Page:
This study has a few limitations. First, subjects were only CHB patients. Further research is warranted on chronic hepatitis patients with other etiologies, such as HCV or alcohol abuse. Second, this was a retrospective study. In some ways, however, this could also be a strength because in a prospective design, informed consent which is not used in real-life clinical practice might arouse patients’ awareness of disease severity, affect their adherence to surveillance, and consequently lead to a bias. Third, education and counseling which might also increase perceived disease severity were not precisely evaluated in this study due to a retrospective design. However, an effective education program or a well-designed alarm program using text messaging or e-mail may be a better way to enhance compliance.[36, 37] Fourth, there is no quantitative measurement to evaluate patients’ health beliefs, which could be evaluated with a questionnaire. However, this was not possible to perform for this retrospective study.

In conclusion, the surveillance adherence of patients not receiving any medications is lower than those of receiving medications, regardless of pharmacologic effects. Consequently, it enables earlier detection of HCC and improves survival in chronic hepatitis B patients.

Supporting Information

S1 Fig. The cumulated number of patients among groups arranged with imaging interval (months).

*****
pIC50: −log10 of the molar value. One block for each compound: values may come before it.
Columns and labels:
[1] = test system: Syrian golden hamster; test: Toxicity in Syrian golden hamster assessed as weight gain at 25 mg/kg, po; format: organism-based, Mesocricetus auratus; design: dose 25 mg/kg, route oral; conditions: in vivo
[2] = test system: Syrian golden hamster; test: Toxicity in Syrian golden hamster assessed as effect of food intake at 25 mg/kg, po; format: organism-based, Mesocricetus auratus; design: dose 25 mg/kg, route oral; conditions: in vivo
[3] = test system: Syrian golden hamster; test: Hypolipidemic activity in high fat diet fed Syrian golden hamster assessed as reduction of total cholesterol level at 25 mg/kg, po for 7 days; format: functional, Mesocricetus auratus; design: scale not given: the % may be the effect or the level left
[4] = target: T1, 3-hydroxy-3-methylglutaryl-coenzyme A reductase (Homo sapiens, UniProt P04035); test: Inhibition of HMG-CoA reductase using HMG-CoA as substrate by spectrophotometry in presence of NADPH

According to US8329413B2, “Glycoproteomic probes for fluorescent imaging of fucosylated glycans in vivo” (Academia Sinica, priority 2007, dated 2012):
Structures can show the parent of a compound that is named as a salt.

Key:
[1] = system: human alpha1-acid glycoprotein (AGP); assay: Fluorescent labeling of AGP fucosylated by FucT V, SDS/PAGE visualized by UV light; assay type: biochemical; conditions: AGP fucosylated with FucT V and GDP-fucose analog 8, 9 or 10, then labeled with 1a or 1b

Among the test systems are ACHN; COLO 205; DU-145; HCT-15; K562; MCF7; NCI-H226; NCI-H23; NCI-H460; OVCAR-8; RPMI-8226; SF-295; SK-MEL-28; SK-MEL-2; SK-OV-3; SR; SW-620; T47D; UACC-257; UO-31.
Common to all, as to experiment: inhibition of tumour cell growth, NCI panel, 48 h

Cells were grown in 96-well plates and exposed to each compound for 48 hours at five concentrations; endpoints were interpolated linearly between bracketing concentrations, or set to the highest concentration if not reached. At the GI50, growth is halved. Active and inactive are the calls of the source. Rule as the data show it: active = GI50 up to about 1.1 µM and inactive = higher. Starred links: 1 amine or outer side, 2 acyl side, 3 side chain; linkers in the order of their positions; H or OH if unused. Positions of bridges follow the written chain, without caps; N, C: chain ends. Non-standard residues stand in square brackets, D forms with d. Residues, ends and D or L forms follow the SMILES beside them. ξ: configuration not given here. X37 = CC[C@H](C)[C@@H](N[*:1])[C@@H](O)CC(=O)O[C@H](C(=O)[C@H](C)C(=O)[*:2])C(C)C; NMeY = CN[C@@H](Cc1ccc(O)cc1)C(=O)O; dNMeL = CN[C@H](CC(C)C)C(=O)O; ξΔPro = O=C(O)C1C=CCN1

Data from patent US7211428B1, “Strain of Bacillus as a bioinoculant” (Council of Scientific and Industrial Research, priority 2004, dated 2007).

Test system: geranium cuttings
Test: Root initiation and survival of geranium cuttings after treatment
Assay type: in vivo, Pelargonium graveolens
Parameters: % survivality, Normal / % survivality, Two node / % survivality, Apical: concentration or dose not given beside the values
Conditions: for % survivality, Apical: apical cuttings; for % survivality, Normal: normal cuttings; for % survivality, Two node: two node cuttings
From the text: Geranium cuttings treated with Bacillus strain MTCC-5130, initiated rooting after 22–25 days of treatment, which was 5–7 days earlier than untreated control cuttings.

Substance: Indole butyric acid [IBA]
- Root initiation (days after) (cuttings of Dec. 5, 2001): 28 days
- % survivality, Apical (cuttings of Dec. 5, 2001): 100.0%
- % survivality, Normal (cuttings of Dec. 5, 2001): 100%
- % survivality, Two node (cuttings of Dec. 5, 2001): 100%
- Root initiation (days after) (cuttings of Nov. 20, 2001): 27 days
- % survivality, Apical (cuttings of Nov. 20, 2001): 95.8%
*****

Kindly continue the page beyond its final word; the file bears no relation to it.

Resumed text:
More patients in group 2 (hepatoprotective agents) or 3 (antiviral agent) tended to be followed up at short term imaging interval than patients of group 1 (no medication). Several patients in group 1 had a long term imaging interval which meant poor compliance to surveillance.

doi:10.1371/journal.pone.0166188.s001

(TIF)

S2 Fig. Overall survival among groups after an adjustment for lead-time bias.

Overall survival was also highest in group 3 (antiviral agents), followed by group 2 (hepatoprotective agents), and OS was lowest in group 1 (no medication) after an adjustment of lead-time bias (all P < 0.05).

doi:10.1371/journal.pone.0166188.s002

(TIF)

S1 Table. Univariate and multivariate analyses associated with overall survival according to surveillance in no medication group.

doi:10.1371/journal.pone.0166188.s003

(DOCX)

S2 Table. Patients' characteristics at the time of HCC diagnosis according to surveillance within no medication group.

doi:10.1371/journal.pone.0166188.s004

(DOCX)

S3 Table. Initial tumor characteristics according to surveillance in no mediation group.

doi:10.1371/journal.pone.0166188.s005

(DOCX)

S4 Table. Results of mediation analysis.

doi:10.1371/journal.pone.0166188.s006

(DOCX)

S5 Table. Univariate and multivariate analyses associated with overall survival according to median follow-up interval.

doi:10.1371/journal.pone.0166188.s007

(DOCX)

S6 Table. Univariate and multivariate analyses associated with overall survival after adjustment for lead-time bias.

doi:10.1371/journal.pone.0166188.s008

(DOCX)

Author Contributions

  1. Conceptualization: JHL HYK.
  2. Data curation: JYN JHL HYK JEK DHL Y Chang HC JJY ML YYC Y Cho EJC SJY YJK JHY.
  3. Formal analysis: JYN JHL HYK DHL.
  4. Funding acquisition: JHL.
  5. Investigation: JYN JHL HYK JEK DHL Y Chang HC JJY ML YYC Y Cho EJC SJY YJK JHY.
  6. Methodology: JYN JHL HYK.
  7. Project administration: JHL HYK.
  8. Resources: JYN JHL HYK.
  9. Software: JYN JHL HYK.
  10. Supervision: JHL HYK.
  11. Validation: JYN JHL HYK JEK.
  12. Visualization: JYN JHL HYK.
  13. Writing – original draft: JYN JHL HYK.
  14. Writing – review & editing: JYN JHL HYK.

References

  1. 1. El-Serag HB. Epidemiology of viral hepatitis and hepatocellular carcinoma. Gastroenterology. 2012;142(6):1264–73. e1. doi: 10.1053/j.gastro.2011.12.061. pmid:22537432